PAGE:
A Purse-onal Affair

Oh the fascinations of digging through ones purse as a child were endless and also a major faux pas in my family. I was raised NEVER to go into my mothers purse, or anyone else’s for that matter without asking. I don’t know whether it was about the wallet and the money they feared I would steal or perhaps it was more about the privacy of the space which contained some of my mothers secrets, and the lessons of personal boundaries that followed.

I was recently reading an article that referred to handbags now a days as symbols that transmit messages about “taste, aspirations, and personality,” that they are to the most of us what cars are to those living in LA; they are private vessels, sealed off from the rest of the world that help carry you from Point A to B, containing the necessities you need for daily survival.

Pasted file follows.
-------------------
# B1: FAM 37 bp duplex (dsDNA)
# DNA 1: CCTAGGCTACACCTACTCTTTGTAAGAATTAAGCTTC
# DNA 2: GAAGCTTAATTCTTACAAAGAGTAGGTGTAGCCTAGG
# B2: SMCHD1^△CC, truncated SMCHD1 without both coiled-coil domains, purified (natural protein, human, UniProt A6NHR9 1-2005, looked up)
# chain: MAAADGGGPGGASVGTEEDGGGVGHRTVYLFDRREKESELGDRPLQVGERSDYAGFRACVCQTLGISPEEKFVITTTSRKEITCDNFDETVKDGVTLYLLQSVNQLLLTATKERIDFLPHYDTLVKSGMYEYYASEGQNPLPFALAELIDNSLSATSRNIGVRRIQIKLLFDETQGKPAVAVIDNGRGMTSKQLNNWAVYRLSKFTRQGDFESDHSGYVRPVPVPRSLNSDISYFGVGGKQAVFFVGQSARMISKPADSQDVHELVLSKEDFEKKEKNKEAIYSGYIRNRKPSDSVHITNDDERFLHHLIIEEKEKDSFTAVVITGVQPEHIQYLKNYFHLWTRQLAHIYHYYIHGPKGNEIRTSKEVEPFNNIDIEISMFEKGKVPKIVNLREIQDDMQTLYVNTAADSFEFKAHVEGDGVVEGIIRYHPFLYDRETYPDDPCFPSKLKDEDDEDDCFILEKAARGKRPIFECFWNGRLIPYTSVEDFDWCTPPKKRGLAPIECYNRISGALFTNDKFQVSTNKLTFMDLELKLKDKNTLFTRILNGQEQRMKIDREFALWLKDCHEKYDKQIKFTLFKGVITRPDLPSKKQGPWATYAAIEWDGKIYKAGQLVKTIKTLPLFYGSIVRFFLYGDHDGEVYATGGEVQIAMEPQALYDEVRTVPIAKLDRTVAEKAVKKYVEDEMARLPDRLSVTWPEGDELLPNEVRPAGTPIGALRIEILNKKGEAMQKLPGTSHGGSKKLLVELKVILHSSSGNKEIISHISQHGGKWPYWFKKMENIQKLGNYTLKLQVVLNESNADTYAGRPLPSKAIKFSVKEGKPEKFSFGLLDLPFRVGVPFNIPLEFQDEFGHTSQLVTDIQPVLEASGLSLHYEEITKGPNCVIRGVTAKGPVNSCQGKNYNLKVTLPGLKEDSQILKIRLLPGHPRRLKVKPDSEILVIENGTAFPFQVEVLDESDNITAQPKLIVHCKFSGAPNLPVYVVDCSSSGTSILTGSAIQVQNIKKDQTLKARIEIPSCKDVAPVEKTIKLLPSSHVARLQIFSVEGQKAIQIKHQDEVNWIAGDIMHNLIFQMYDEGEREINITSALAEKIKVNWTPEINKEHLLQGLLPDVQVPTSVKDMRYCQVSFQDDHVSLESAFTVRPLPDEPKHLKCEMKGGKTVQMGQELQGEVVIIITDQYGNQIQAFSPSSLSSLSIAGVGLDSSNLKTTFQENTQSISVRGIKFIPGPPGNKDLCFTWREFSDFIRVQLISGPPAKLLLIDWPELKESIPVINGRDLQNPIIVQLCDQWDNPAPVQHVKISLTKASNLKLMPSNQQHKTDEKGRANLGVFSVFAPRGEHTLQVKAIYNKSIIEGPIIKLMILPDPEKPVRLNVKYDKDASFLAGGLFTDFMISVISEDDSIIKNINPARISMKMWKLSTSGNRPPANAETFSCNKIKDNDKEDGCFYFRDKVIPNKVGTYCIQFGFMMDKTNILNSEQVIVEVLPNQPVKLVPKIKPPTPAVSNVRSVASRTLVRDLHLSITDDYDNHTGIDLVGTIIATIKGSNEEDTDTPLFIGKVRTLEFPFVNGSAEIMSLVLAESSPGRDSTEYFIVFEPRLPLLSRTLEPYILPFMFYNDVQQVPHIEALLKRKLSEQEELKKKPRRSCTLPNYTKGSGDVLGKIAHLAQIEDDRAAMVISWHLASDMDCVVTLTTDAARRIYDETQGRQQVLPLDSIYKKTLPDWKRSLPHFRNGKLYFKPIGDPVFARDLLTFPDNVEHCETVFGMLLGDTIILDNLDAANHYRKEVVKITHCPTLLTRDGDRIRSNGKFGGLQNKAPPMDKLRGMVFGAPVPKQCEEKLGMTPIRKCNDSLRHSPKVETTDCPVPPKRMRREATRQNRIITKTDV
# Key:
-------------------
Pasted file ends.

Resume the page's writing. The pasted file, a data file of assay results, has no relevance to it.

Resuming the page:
Photographer, Juergen Teller, believes that the purse is in fact a psycho-sexual object and likens the privacy intrusions into ones purse to almost feeling like a body violation; and if a high heel has a phallic connotation then why can’t the purse have a vaginal one? I know this is all very Freudian, but I have to agree that to have someone go through the contents of your purse does feel like a personal violation, whether you are hiding something or not (airport X-rays, case and point).

So whether Jeurgen photograph’s models spread eagle in bags, hands in purses intimately placed in between their legs, (hairy, furry, or smooth) there is one thing for certain, there is an implicit understanding that now a days a bag is a status accessory, as for the rest, Freudian or not, unless I give you permission keep your hands out of my purse. -tM

Photography: Juergen Teller

The Style Poetics of American Gigolo

The style codes woven into American Gigolo’s aesthetics are as timeless as they are androgynous, allowing both women and men to tap into this effortless form of sensuality.